Beating the bounds in Leigh

By the time of our first recorded vicar in 1215, the ceremony known as ‘beating the bounds’ was probably well established in Leigh. The custom has pre-Christian origins, associated with the springtime blessing of the crops and with prayers for a good harvest. However, Christianity adapted the idea and by the early eighth century, it had spread to England.

The ceremony generally involves the whole village walking around the parish boundary – most usually on Rogation Sunday (i.e. five weeks after Easter and a week before Ascension). Religious and secular reasons were in evidence: there is a good quote from George Herbert in 1652 explaining four of them: firstly, to bless the fields; secondly, ‘justice’ – everyone knowing the boundary for legal reasons; thirdly, ‘charity’ – you were meant to forgive your neighbours and, lastly ‘mercie’ – you gave out money to the poor.

Exact details of the walk varied around the country. Sometimes sticks (white willow or elm wands) were taken round by the boys who would literally ‘beat the bounds’ or the boundary markers, which were usually large stones or special trees. On other occasions, the willow wands were used “to beat” the choirboys – the idea being that they were ceremonially being taught where the often much–disputed boundary of the parish was. Often the choir had a more practical purpose, singing hymns, and Francis Hamlyn, through whose farm the boundary between Leigh and Weald goes, remembers marching round part of the Weald boundary with hymn singing at regular intervals. Sometimes Church officials were thrown into the boundary river or stream; and sometimes new clergymen had to do eccentric things to be accepted by the parish…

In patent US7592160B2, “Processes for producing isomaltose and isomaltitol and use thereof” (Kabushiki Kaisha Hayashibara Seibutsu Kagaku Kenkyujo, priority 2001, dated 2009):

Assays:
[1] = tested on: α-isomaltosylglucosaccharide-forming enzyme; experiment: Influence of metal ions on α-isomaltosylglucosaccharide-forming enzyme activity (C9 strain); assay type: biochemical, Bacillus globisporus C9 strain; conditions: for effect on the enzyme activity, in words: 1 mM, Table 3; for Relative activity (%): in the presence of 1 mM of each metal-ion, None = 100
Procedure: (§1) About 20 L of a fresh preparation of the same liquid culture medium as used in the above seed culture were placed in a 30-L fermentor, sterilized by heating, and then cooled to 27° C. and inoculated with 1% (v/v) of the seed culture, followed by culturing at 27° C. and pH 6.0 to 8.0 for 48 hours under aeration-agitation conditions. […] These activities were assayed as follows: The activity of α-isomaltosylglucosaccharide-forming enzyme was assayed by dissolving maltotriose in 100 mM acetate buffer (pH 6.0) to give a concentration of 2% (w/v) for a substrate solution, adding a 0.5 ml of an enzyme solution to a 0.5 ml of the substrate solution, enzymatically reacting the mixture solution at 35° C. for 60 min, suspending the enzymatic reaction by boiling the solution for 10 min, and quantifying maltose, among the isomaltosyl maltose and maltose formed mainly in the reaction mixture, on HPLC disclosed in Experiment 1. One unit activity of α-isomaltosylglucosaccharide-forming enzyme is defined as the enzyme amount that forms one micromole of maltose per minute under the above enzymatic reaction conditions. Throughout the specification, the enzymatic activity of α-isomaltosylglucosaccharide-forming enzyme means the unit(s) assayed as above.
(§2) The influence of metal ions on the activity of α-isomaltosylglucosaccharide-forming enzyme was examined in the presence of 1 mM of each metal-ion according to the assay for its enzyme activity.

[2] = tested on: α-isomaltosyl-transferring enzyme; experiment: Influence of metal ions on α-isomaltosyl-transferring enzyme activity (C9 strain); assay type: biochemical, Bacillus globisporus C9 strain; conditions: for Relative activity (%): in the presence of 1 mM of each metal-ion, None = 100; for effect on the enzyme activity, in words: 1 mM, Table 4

There are a few memories of the ceremony in Leigh. Doreen Brooker remembers Fred Whibley – then we think the Parish Clerk – walking the boundary each year probably in the mid 20th century – and Harry Lucas remembers his grandfather saying that the men of the village used to do it – probably the beginning of the century – but not the women.

Parish Magazine Article: May 2002: by Chris Rowley